Clayton Valley Charter’s Kiana Fong made it to NCS as an individual. Water Polo – NCS water polo concludes this week and the NorCal championships are Nov. 19-23. Carondelet is the No. 1 seed in Division 2. After an opening bye the Cougars defeated Newark Memorial 13-

3 to reach the semi-finals this Wednesday against Northgate. The fourth-seeded Broncos edged Terra Linda 6-5 in the second round. Concord High was also in D-2 as the 11th seed and the Minutemen fell to Encinal 9-8 in the opening round. Clayton Valley Charter defeated Berkeley 7-6 and

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The Pioneer congratulates Emma and thanks Athlete Spotlight sponsors Dr. Laura Lacey & Dr. Christopher Ruzicka who have been serving the Clayton and Concord area for 25 years at Family Vision Care Optometry. www.laceyandruzicka.com Do you know a young athlete who should be recognized? Perhaps he or she has shown exceptional sportsmanship, remarkable improvement or great heart for the sport. Send your nomination for the Pioneer Athlete Spotlight today to sports@pioneerpublishers.com.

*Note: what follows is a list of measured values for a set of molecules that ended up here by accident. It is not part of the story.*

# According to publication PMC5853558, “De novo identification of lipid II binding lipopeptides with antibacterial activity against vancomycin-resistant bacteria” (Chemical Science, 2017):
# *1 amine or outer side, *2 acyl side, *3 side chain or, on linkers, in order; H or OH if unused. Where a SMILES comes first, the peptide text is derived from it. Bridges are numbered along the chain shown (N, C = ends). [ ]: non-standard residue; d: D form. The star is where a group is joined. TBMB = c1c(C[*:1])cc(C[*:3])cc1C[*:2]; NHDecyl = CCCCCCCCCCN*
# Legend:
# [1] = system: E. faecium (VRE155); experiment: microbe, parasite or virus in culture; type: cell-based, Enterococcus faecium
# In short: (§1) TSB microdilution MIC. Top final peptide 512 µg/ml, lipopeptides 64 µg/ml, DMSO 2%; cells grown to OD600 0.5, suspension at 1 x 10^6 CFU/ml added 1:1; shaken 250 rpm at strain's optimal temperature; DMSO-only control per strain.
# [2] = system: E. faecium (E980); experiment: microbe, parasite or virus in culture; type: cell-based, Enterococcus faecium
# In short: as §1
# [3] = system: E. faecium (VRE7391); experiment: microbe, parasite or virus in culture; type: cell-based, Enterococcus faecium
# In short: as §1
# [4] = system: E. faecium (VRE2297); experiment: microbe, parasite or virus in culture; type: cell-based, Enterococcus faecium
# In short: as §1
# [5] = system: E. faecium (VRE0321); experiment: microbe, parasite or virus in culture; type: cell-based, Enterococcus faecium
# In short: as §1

Redwood 5-1 in D-1 as the fifth seed. The Eagles matched up with No. 1 ranked Sir Francis Drake in the semi-finals Wednesday. NCS tournaments for boys and girls begin Nov. 6 and end Nov. 16. DAL teams Campolindo boys and Acalanes girls won the firstever NCS Open championships. Girls Volleyball – NCS concluded last Saturday with No. 2 Carondelet falling in three sets to Division 2 top seed Marin Catholic, losing the final set 25-22. Earlier, the Concord school had rolled through three consecutive straight set wins over Arroyo, Montgomery and Alameda. Northgate began the playoffs with a five-set win over American before falling to Marin Catholic. Clayton Valley Charter lost in the first round to Maria Carrillo. The CIF Northern California championships are underway this week with the Division 1 Cougars hosting Clovis North on Tuesday in an 8-9 seed matchup. The finals are Nov. 19. Cross Country – Diablo and East Bay athletic league championships were last Saturday. Local school’s runners and teams didn’t rack up as many laurels as they’ve done in recent years. De La Salle took fourth at